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How "That Subliminal Kid" Got His Name
DJ Spooky (Paul D. Miller) is a composer, author, producer, and electronic and experimental hip-hop musician. His stage name, "That Subliminal Kid," is borrowed from the character The Subliminal Kid in the William S. Burroughs novel "Nova Express." His homepage is www.djspooky.com, and he can also be found on Facebook at facebook.com/djspooky.
DJ\r\n Spooky: The name comes from well back in university I was doing a\r\nseries of essays and writing about Sigmund Freud’s idea of the uncanny\r\nand I was really intrigued by this idea of “The Unheimlich”. It’s an\r\nessay that Sigmund Freud wrote about E.T.A. Hoffman’s short story\r\ncalled "The Sandman" where someone mistakes an inanimate object for a\r\nliving, breathing human being. And one of the things that Sigmund Freud\r\nreally felt was that in modern life people assign qualities to objects\r\naround them that may not exist there whatsoever. So he called this "the\r\nuncanny" and he also referred to cities as well, like the idea of\r\nwalking through the city and the way the urban landscape could lead you\r\nto a sense of disorientation and to a kind of, you know, sense of\r\nrepetition. And the way a city can unfold as you walk. So stuff like\r\nthat. It was basically meant to be like when you press play and there\r\nnobody there.
Question: How is DJ Spooky different \r\nfrom Paul Miller?
DJ Spooky: \r\nFirst and foremost one, I was never planning on doing this as a long\r\nterm, so Spooky, I was in college... It was a fun name. I thought it\r\nwas you know just a fun thing. When you say what is the difference\r\nbetween me and my stage name the idea is that as a musician you always\r\nthink of yourself as inhabiting a certain cultural space in the kind of\r\na cultural landscape, so when I say cultural space what I mean to imply\r\nthere is that you exist within certain parameters of how people think\r\nof culture. Downtown New York, I’m within certain styles of music and\r\nI’m also within certain cultural, you know, and literary context. So DJ\r\nSpooky was meant to be a kind of ironic take on that. It was always\r\nmeant to be kind of a criticism and critique of how downtown culture\r\nwould separate genres and styles because it was ambiguous. You\r\ncouldn’t fit it into anything and that was the point. It’s like the\r\niPod playlist has killed the way we think of the normal album, so let’s\r\nthink of this as just saying you go into your record store and all\r\nthose categories and all those different ways of segregating music have\r\nbeen thrown out the window, so the difference between myself in real\r\nlife in that is that I’m the opposite. I usually am very specific\r\nabout how I engage information, how I engage people, what context I’m\r\nengaging and, above all, the research that goes into each of those. So,\r\none, that DJ Spooky is a lot you know this sort of wilder persona and\r\nthen Paul Miller is more of a nuts and bolts kind of person, meaning\r\njust making sure all these things work.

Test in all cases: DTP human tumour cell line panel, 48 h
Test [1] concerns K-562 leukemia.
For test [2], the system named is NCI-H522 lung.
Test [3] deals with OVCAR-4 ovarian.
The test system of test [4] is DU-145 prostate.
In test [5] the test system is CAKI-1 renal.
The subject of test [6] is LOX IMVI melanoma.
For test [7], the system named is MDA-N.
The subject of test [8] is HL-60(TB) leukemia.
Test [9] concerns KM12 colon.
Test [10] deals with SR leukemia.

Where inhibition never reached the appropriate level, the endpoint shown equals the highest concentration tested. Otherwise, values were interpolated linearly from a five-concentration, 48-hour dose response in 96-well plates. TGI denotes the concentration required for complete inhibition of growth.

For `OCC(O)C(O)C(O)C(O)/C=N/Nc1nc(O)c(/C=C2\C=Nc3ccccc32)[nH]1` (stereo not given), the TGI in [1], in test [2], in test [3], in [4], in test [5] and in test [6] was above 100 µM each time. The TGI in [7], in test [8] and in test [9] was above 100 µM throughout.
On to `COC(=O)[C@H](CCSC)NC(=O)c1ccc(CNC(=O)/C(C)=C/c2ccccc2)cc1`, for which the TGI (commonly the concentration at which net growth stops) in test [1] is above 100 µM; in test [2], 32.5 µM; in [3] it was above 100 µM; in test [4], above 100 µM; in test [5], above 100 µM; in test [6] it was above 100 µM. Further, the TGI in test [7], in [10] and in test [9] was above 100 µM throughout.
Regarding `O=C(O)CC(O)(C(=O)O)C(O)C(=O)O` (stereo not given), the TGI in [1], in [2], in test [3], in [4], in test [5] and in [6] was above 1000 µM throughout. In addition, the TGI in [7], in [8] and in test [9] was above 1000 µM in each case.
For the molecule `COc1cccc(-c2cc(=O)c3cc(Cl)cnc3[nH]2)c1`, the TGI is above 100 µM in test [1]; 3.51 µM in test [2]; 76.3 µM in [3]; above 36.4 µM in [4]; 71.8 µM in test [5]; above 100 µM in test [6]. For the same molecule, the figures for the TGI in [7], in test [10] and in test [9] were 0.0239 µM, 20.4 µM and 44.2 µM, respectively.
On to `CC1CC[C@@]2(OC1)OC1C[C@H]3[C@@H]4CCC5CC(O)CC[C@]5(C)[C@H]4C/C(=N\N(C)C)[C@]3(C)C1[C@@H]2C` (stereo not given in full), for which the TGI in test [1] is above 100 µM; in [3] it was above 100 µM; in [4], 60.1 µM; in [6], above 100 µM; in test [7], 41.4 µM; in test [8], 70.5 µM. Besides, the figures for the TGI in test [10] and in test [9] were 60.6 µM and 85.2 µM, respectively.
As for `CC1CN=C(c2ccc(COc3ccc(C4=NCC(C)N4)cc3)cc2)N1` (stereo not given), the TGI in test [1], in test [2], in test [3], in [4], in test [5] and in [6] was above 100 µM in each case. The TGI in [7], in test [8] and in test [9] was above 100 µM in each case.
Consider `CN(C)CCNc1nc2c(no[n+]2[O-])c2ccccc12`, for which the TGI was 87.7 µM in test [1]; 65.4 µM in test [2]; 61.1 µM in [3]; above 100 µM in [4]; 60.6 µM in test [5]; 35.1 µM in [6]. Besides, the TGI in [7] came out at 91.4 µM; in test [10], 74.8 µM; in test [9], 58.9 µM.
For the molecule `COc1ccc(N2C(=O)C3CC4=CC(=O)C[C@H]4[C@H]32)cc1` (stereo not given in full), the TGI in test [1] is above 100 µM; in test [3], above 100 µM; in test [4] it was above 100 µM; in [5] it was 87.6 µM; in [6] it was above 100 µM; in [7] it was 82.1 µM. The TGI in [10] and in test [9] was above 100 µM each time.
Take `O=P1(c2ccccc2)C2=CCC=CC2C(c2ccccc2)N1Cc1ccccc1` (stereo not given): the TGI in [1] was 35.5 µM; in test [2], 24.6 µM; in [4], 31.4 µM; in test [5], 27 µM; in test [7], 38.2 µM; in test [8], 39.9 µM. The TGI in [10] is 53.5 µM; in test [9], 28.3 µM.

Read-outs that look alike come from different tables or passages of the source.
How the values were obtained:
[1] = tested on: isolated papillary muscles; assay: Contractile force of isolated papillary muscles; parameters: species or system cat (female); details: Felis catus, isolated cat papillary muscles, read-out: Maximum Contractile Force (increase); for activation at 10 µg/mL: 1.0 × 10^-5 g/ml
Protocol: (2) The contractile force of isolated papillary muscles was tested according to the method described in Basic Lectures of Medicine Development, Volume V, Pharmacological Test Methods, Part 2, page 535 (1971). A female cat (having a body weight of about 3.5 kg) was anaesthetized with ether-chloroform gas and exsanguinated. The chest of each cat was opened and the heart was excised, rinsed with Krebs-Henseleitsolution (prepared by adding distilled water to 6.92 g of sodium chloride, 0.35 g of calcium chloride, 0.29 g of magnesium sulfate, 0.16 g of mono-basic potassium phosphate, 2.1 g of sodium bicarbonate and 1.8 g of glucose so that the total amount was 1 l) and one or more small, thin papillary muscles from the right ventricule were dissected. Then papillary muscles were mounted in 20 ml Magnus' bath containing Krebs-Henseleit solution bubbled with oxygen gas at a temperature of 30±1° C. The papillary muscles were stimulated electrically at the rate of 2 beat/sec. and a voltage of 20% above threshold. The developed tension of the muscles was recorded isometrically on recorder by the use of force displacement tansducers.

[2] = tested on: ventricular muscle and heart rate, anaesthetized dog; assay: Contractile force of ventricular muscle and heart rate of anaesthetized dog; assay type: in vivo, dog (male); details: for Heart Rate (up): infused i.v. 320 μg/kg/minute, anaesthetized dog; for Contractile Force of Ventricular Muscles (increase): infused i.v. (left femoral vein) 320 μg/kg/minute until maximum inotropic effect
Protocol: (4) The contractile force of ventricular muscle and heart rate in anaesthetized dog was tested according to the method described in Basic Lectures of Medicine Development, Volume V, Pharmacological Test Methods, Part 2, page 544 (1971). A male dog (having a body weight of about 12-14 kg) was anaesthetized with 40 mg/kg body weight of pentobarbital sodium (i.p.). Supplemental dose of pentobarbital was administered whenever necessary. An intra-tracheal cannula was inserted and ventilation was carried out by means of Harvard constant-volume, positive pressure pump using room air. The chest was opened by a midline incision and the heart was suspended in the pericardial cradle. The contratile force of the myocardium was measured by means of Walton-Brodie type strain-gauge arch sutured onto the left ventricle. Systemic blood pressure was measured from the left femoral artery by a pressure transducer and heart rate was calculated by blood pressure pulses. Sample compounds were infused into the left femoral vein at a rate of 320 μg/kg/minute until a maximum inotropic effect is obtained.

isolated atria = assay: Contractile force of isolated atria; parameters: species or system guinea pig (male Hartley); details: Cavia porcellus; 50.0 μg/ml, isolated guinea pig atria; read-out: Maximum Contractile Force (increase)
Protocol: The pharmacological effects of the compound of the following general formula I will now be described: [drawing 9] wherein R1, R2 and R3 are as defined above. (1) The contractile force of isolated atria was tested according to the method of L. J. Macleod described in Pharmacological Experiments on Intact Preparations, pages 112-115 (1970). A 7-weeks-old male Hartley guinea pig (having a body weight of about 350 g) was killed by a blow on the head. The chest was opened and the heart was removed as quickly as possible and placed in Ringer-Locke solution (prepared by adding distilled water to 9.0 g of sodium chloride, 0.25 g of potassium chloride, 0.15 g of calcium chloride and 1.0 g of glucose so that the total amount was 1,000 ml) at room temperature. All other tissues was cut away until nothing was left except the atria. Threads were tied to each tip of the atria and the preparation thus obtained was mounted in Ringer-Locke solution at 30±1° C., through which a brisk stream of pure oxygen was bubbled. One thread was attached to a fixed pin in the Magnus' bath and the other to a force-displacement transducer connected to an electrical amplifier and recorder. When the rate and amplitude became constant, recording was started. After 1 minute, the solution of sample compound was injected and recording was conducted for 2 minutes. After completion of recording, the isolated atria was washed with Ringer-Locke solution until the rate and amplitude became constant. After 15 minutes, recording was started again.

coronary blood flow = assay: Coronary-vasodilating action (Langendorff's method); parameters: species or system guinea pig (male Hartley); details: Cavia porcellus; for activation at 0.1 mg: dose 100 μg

Recorded on April 8, 2010
Paul Miller is more of a nuts and bolts kind of guy, while DJ Spooky can be wilder.
Sallie Krawcheck and Bob Kulhan will be talking money, jobs, and how the pandemic will disproportionally affect women's finances.
Health officials in China reported that a man was infected with bubonic plague, the infectious disease that caused the Black Death.
- The case was reported in the city of Bayannur, which has issued a level-three plague prevention warning.
- Modern antibiotics can effectively treat bubonic plague, which spreads mainly by fleas.
- Chinese health officials are also monitoring a newly discovered type of swine flu that has the potential to develop into a pandemic virus.
Bacteria under microscope